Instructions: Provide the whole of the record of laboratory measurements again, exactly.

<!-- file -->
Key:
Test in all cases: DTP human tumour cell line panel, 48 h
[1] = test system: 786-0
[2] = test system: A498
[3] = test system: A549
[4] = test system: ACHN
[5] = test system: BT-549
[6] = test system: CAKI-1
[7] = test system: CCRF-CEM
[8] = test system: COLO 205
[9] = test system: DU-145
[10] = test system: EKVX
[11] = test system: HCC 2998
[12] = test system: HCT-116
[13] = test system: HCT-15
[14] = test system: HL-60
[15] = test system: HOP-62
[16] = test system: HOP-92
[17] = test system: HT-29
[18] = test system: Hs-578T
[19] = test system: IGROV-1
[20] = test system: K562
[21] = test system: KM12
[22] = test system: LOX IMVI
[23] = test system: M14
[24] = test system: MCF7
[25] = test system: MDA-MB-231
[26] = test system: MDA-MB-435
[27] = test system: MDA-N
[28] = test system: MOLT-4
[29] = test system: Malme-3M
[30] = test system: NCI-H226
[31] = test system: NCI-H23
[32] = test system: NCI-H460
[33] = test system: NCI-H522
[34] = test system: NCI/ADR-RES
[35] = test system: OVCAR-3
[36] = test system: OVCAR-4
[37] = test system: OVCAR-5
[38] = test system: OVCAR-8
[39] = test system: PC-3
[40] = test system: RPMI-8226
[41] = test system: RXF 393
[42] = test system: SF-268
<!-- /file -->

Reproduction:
Key:
Test in all cases: DTP human tumour cell line panel, 48 h
[1] = test system: 786-0
[2] = test system: A498
[3] = test system: A549
[4] = test system: ACHN
[5] = test system: BT-549
[6] = test system: CAKI-1
[7] = test system: CCRF-CEM
[8] = test system: COLO 205
[9] = test system: DU-145
[10] = test system: EKVX
[11] = test system: HCC 2998
[12] = test system: HCT-116
[13] = test system: HCT-15
[14] = test system: HL-60
[15] = test system: HOP-62
[16] = test system: HOP-92
[17] = test system: HT-29
[18] = test system: Hs-578T
[19] = test system: IGROV-1
[20] = test system: K562
[21] = test system: KM12
[22] = test system: LOX IMVI
[23] = test system: M14
[24] = test system: MCF7
[25] = test system: MDA-MB-231
[26] = test system: MDA-MB-435
[27] = test system: MDA-N
[28] = test system: MOLT-4
[29] = test system: Malme-3M
[30] = test system: NCI-H226
[31] = test system: NCI-H23
[32] = test system: NCI-H460
[33] = test system: NCI-H522
[34] = test system: NCI/ADR-RES
[35] = test system: OVCAR-3
[36] = test system: OVCAR-4
[37] = test system: OVCAR-5
[38] = test system: OVCAR-8
[39] = test system: PC-3
[40] = test system: RPMI-8226
[41] = test system: RXF 393
[42] = test system: SF-268